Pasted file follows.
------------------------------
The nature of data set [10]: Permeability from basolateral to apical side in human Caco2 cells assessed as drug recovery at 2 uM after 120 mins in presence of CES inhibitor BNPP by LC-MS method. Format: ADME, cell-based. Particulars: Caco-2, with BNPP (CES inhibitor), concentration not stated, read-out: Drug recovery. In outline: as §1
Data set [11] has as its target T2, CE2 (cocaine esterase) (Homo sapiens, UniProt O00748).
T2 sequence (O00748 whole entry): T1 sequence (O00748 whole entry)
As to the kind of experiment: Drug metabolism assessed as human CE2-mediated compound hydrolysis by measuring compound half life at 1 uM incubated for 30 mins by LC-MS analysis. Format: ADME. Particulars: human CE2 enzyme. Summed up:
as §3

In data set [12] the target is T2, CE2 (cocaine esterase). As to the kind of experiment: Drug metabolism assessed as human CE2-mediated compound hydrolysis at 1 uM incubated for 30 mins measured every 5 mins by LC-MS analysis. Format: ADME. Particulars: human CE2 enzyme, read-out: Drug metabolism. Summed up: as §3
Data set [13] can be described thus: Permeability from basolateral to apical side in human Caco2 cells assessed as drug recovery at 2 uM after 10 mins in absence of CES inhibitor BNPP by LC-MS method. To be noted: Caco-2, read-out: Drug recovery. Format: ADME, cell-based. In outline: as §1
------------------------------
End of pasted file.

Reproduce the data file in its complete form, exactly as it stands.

The nature of data set [10]: Permeability from basolateral to apical side in human Caco2 cells assessed as drug recovery at 2 uM after 120 mins in presence of CES inhibitor BNPP by LC-MS method. Format: ADME, cell-based. Particulars: Caco-2, with BNPP (CES inhibitor), concentration not stated, read-out: Drug recovery. In outline: as §1
Data set [11] has as its target T2, CE2 (cocaine esterase) (Homo sapiens, UniProt O00748).
T2 sequence (O00748 whole entry): T1 sequence (O00748 whole entry)
As to the kind of experiment: Drug metabolism assessed as human CE2-mediated compound hydrolysis by measuring compound half life at 1 uM incubated for 30 mins by LC-MS analysis. Format: ADME. Particulars: human CE2 enzyme. Summed up:
as §3

In data set [12] the target is T2, CE2 (cocaine esterase). As to the kind of experiment: Drug metabolism assessed as human CE2-mediated compound hydrolysis at 1 uM incubated for 30 mins measured every 5 mins by LC-MS analysis. Format: ADME. Particulars: human CE2 enzyme, read-out: Drug metabolism. Summed up: as §3
Data set [13] can be described thus: Permeability from basolateral to apical side in human Caco2 cells assessed as drug recovery at 2 uM after 10 mins in absence of CES inhibitor BNPP by LC-MS method. To be noted: Caco-2, read-out: Drug recovery. Format: ADME, cell-based. In outline: as §1